Five years on and those projects are still being developed and we think we actually need to help those projects, the ones that are demonstrating feasibility but are not there, actually get there. So whether it’s Sites or Pacheco or Los Vaqueros or the groundwater projects – actually getting them done. That’s one thing Nancy Vogel is going to focus on along with the Water Commission is how to support this storage getting online. We obviously need to make sure that any new storage improves water reliability, provides environmental benefits, and mitigates any environmental impacts. I know these Prop 1 projects are only a subset of many regional water storage projects that you all are planning, but we want to recognize the role that smart well-positioned storage has within our state’s water portfolio.”

Priority 8: Modernize Delta conveyance.

Next is modernizing the conveyance system that moves water from storage to use. We continue to be concerned about the vulnerability of Delta levees that provide for fresh water to over 25 million Californians and are vulnerable to earthquake, sea level rise, and saltwater intrusions. So we remain focused with our state water contractor partners on actually delivering on conveyance – not to expand exports from those river systems to the Bay area, Central Valley and Southern California, but to maintain reliability because even as all of our regions diversify water sources and become less reliant on far away water sources, we know that this backbone infrastructure will remain critical to address drought and future climate impacts.”

Priority 9: Stabilize the Salton Sea.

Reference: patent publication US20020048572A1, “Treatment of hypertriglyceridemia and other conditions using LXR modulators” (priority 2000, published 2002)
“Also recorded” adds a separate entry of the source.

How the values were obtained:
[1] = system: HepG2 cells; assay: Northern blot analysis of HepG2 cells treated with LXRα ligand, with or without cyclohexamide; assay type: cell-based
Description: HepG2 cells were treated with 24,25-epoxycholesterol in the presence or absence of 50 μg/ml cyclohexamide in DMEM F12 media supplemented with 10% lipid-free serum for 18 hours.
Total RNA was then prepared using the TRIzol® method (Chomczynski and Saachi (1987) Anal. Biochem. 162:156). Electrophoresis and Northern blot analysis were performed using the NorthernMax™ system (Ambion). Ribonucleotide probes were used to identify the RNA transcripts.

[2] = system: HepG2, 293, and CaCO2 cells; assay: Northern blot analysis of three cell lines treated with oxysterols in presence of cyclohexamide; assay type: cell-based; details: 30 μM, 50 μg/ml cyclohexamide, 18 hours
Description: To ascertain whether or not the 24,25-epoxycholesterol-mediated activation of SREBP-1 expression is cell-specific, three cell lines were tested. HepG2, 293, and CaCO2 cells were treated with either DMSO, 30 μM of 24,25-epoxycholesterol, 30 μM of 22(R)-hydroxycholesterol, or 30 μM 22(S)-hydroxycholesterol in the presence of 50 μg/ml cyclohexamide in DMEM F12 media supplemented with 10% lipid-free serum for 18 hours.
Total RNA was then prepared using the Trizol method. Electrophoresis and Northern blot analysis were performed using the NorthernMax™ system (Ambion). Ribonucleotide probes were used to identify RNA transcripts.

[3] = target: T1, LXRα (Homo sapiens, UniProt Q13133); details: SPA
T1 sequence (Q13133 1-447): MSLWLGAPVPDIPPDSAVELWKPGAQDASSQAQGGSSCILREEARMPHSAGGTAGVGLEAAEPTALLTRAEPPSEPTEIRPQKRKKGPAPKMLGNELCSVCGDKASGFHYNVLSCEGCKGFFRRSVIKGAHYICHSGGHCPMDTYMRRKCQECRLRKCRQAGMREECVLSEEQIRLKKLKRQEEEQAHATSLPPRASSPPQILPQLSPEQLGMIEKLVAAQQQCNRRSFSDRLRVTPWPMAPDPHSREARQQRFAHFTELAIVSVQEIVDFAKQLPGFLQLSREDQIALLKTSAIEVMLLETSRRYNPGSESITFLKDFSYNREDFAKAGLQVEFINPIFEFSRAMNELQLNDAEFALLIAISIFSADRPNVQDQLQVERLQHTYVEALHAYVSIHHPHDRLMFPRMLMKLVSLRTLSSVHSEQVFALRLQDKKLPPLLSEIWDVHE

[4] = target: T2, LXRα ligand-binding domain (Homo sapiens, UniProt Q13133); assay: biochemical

The Governor personally maintains focus on stabilizing the Salton Sea in Riverside and Imperial counties. The state has an obligation to generate 30,000 acres of habitat and dust suppression, both to protect public safety of residents in that region and to restore critical environmental habitat on the Pacific Flyway. I’m pleased with the progress that we’ve made. The recently passed budget includes new capacity, new positions to move forward, but we need to continue to bring a major urgency and priority to this.

Priority 10: Remove the obsolete Klamath Dams.

We have an opportunity collectively to complete the largest river restoration in American history by working with our partners, tribal leadership in the Yuork, Karuk, and Klamath River Tribes, local governments, and PacifiCorp to remove four now obsolete dams on the Klamath River which ultimately less expensive to remove and restore the river than relicensing would be. You’ll hear more from the governor directly on this priority, but we remain really focused a decision from FERC or the Federal Energy Regulatory Commission last week moves us closer to this vision, but also provides some complexity. So we’re looking forward to partnering with Pacific Corp and other partners to actually get this done in the next couple of years.

Priority 11: Better utilize data and information for management.

Sometimes this can seem a little conceptual, but we have real specific actions that we want to take, including reducing the duplicative requirements that state government puts on water agencies for data. We want to be an aggregator of data. We want to be a sharer of utilizable data, but we also want to be efficient with the way that we collect that. So more on that in the weeks and months to come.

Judging the success of the portfolio

So what does success look like? Secretary Crowfoot acknowledged that the process of building resilience won’t be done in two months or even two years – it’s more of a multi-decadal effort, he said.

Here’s our vision. We look forward to a future where all Californians have clean and healthy drinking water, where our native fish populations can recover, where reliable water helps agriculture, communities, and tribal governments thrive. Our cities and towns can grow and our economy can grow as we use water more efficiently, and we capture, store, and share water through droughts and times of … not a lot of water at the same time. We protect our communities from floods and, and, and lastly, and importantly that we continue to adapt our water management based on sound, sound, science and collaboration beyond conflict.”